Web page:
Liked by 1 person

  2. Great piece Barb! I didn’t get to witness in person 1969. I enjoyed reading your writings and hearing about the energy of the time. I do feel it is important to make efforts to connect with others, whether a friend or stranger.

    Liked by 1 person

  3. Yes, Yes, Yes! I so agree and can relate! I actually went to Woodstock. I never told my mother, who thought I was with a friend.
    There is so much still to be done…

    Liked by 1 person

  4. Oh my Barb, I’m feeling very nostalgic right now. By chance my late father was posted at the Indian Consulate in New York at the time and even as a 5 year old child, I recall seeing the famous Neil Armstrong walk on the Moon and worrying that he might float into space. My father had to reassure me that NASA wouldn’t let that happen. 🙂

    Then of course all the protests and the music sessions at the Central Park and I think my love for Smiley and the Peace sign came from there.

    My biggest remembrance is the release of the musical Hair and my parents going to see it. We still have the album at home.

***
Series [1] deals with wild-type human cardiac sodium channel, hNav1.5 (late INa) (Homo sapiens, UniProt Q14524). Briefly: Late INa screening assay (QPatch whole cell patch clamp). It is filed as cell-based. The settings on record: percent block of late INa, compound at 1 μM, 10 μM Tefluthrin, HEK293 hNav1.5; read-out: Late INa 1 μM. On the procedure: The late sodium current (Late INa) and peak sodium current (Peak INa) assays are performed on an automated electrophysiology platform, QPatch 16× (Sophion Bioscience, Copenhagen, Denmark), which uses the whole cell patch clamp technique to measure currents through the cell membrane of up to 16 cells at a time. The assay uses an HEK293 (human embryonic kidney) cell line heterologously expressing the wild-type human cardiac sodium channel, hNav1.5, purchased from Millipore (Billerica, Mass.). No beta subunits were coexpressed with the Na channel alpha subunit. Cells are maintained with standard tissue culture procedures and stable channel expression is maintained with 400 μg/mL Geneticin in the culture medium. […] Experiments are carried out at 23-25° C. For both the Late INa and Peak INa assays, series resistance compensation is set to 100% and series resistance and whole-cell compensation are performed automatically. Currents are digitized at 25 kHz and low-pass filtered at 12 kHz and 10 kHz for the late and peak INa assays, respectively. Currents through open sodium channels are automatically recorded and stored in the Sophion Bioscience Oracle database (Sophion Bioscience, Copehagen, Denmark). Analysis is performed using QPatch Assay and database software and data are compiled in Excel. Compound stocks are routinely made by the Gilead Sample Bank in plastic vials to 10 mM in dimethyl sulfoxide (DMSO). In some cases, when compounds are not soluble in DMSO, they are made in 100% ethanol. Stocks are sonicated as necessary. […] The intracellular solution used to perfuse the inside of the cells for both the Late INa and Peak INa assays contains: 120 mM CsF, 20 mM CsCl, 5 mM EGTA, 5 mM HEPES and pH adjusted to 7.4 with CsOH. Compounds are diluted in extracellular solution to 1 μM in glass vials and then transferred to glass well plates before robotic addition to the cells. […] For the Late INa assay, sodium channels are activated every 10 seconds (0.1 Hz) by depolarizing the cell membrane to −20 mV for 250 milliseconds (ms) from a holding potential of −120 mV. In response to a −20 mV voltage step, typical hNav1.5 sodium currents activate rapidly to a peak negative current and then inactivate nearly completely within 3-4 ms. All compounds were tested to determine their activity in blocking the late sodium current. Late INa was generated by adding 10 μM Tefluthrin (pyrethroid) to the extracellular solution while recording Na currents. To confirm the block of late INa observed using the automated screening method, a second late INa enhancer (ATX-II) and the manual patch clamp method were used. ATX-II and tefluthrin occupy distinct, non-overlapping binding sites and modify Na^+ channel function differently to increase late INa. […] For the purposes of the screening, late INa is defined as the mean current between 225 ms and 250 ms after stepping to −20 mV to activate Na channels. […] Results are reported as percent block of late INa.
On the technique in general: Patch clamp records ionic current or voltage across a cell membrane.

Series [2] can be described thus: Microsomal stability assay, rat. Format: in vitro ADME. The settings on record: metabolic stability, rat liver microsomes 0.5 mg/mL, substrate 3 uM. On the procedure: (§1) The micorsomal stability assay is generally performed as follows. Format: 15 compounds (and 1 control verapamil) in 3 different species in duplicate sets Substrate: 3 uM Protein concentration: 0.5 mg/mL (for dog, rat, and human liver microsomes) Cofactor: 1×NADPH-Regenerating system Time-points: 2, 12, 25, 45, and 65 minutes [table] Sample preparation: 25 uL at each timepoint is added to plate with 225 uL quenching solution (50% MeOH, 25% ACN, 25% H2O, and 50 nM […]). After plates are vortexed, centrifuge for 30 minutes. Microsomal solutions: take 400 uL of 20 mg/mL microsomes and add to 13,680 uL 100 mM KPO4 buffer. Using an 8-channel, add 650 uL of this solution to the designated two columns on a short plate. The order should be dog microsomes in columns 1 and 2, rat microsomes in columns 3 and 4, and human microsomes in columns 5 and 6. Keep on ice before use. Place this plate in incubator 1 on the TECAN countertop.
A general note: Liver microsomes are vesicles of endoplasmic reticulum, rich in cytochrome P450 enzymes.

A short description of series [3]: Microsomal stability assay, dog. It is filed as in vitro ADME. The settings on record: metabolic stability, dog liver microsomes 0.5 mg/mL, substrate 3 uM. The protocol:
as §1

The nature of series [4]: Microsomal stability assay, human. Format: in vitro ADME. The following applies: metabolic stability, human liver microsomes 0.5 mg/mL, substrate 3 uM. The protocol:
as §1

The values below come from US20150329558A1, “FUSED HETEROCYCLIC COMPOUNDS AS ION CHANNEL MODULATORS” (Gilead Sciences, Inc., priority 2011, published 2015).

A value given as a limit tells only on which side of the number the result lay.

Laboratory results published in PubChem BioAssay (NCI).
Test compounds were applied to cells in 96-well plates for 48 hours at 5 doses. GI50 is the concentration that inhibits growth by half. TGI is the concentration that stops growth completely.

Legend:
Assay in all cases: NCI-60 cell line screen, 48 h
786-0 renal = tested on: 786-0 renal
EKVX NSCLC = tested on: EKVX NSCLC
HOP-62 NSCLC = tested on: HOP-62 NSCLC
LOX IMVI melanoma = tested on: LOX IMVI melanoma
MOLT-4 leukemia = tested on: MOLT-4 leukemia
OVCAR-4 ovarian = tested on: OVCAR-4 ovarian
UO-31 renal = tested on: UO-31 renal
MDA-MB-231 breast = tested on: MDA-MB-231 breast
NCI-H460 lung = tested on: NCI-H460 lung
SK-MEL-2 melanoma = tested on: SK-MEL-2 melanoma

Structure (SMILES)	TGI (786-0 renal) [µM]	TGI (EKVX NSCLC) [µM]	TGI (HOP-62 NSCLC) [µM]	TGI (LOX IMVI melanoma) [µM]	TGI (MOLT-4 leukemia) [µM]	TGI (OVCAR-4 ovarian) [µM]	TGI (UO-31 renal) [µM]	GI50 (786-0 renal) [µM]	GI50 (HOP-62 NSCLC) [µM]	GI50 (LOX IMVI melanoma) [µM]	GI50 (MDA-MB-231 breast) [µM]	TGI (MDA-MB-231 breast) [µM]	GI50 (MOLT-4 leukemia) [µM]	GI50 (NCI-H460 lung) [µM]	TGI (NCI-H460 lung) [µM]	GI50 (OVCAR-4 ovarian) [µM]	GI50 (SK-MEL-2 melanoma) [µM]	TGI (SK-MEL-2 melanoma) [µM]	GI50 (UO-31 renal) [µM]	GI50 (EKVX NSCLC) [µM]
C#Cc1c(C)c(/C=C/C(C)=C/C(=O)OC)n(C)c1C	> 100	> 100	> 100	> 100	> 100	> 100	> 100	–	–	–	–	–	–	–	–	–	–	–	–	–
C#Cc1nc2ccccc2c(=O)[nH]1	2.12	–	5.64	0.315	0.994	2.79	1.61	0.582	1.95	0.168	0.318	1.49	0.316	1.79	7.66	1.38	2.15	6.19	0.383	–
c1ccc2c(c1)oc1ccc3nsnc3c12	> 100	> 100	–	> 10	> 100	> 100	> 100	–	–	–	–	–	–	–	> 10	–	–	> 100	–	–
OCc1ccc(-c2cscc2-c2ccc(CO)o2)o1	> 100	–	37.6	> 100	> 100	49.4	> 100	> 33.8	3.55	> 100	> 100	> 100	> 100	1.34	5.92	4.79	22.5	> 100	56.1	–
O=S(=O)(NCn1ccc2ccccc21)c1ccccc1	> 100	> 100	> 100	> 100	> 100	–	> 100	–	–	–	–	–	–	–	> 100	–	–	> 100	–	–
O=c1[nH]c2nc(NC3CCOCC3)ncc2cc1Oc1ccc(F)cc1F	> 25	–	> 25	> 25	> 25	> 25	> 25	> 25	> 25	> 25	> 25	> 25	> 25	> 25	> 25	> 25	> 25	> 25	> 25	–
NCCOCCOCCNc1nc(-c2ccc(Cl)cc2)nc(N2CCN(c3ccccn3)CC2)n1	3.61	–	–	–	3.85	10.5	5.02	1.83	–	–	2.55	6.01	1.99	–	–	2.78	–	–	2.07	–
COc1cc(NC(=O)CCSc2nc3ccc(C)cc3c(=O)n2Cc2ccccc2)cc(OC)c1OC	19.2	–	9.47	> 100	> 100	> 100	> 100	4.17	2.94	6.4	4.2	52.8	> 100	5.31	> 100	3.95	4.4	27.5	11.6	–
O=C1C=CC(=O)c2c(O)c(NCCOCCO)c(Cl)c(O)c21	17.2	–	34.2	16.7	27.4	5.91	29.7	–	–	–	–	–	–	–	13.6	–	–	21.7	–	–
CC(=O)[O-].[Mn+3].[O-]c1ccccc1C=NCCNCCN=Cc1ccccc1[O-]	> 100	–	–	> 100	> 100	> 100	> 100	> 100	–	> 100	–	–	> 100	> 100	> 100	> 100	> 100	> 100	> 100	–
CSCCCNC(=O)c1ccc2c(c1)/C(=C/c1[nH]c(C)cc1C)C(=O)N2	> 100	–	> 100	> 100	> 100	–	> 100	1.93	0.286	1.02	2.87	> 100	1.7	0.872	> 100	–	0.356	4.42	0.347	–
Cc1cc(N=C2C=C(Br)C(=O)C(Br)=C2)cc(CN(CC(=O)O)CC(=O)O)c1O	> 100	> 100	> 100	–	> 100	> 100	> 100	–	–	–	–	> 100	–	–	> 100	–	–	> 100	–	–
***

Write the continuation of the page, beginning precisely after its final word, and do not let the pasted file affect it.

Somewhere, I feel the events of 1969 did impress the Little Vatsala because I do lend my voice to raise awareness of social issues and try to make a difference even if it a small one.

    Liked by 1 person

  5. My heart smiled when I read, “where is your garden, and what are you growing?” This is a lovely article, Barb. I love what you wrote about people reaching out to others. It’s interesting, depending on the area I’m visiting on my travels, to watch how people interact with others. The most courteous encounters I’ve witnessed is at the grocery stores where people are genuinely themselves. As for me, I’m growing peace, joy and love in my garden.

    Liked by 1 person